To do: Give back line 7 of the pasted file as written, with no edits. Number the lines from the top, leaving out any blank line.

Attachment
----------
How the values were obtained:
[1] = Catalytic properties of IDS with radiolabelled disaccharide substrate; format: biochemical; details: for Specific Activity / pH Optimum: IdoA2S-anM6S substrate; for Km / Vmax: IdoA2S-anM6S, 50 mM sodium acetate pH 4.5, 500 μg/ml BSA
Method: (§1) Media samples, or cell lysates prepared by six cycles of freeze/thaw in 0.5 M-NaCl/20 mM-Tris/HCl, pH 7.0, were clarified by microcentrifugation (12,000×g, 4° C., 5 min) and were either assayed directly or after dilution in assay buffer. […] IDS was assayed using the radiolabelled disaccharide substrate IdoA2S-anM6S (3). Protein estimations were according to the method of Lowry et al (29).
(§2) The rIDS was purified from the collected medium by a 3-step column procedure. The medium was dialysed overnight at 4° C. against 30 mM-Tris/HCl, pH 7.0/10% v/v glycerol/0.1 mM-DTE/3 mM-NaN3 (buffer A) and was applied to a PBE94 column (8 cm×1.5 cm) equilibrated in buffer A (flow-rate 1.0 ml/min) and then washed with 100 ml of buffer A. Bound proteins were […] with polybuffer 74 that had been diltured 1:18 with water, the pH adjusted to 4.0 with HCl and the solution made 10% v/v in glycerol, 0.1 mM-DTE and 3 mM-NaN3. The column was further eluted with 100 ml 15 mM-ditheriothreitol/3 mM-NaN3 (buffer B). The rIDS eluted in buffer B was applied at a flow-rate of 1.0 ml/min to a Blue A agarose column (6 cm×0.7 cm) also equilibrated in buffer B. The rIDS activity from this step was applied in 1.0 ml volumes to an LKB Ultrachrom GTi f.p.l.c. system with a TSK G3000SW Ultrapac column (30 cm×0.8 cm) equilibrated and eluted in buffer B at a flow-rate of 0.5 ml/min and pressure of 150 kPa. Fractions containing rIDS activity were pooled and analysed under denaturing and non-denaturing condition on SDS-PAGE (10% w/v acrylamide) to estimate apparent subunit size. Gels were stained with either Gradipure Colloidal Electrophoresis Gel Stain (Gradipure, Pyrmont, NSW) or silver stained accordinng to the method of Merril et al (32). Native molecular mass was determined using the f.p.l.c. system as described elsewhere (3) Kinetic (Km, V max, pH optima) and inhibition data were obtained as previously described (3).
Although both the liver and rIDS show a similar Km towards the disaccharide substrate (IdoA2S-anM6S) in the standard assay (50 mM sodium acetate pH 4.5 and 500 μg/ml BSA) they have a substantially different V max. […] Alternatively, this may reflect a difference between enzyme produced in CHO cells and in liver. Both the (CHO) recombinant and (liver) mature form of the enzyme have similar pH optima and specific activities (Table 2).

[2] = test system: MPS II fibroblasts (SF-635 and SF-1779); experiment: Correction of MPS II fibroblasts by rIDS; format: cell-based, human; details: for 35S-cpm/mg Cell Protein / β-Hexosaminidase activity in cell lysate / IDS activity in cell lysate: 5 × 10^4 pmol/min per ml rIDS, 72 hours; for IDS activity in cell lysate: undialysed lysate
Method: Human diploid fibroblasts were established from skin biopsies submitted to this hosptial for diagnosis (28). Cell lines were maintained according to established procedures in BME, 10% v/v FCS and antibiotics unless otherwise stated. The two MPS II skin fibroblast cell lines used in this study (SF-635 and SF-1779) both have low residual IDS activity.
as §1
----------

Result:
Method: Human diploid fibroblasts were established from skin biopsies submitted to this hosptial for diagnosis (28). Cell lines were maintained according to established procedures in BME, 10% v/v FCS and antibiotics unless otherwise stated. The two MPS II skin fibroblast cell lines used in this study (SF-635 and SF-1779) both have low residual IDS activity.